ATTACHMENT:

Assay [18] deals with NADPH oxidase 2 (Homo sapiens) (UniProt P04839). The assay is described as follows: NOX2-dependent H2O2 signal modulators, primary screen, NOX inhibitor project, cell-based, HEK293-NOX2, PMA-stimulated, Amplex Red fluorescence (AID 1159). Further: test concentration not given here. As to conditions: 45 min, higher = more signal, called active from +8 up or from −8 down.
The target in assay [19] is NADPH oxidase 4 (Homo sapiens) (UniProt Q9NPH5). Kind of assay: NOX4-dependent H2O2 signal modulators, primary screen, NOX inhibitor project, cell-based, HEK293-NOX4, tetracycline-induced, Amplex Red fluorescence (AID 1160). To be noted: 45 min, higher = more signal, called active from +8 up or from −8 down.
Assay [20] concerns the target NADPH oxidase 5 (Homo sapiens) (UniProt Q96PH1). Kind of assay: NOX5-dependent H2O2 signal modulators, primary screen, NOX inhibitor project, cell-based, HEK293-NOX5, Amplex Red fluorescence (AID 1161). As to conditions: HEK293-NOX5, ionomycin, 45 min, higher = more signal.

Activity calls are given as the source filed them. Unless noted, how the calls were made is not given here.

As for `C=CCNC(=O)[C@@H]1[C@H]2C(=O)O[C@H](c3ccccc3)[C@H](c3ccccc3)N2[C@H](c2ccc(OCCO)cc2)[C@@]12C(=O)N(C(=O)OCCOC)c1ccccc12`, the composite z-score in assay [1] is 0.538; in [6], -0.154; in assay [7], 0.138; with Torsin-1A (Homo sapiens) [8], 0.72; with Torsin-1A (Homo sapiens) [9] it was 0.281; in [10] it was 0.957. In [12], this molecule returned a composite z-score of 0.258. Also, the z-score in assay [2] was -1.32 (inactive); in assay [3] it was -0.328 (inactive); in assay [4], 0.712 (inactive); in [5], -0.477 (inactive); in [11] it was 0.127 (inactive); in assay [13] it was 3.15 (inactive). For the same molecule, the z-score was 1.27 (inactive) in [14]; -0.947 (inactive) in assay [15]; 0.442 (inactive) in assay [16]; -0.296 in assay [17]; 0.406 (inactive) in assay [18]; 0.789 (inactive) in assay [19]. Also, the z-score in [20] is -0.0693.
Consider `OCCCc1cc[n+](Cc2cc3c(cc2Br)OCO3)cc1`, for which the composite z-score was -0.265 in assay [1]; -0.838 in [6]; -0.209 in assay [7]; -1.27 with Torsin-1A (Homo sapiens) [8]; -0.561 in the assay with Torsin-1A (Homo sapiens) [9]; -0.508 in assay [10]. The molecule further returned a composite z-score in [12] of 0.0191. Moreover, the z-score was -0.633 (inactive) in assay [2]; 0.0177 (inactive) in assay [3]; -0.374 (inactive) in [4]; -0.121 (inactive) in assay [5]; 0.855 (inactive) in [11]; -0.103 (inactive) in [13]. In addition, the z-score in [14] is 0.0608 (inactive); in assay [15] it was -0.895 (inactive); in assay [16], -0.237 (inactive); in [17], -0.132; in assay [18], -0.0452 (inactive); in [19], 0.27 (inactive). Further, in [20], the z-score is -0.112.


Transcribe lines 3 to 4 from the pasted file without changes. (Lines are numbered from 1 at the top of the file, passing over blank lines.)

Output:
Assay [20] concerns the target NADPH oxidase 5 (Homo sapiens) (UniProt Q96PH1). Kind of assay: NOX5-dependent H2O2 signal modulators, primary screen, NOX inhibitor project, cell-based, HEK293-NOX5, Amplex Red fluorescence (AID 1161). As to conditions: HEK293-NOX5, ionomycin, 45 min, higher = more signal.

Activity calls are given as the source filed them. Unless noted, how the calls were made is not given here.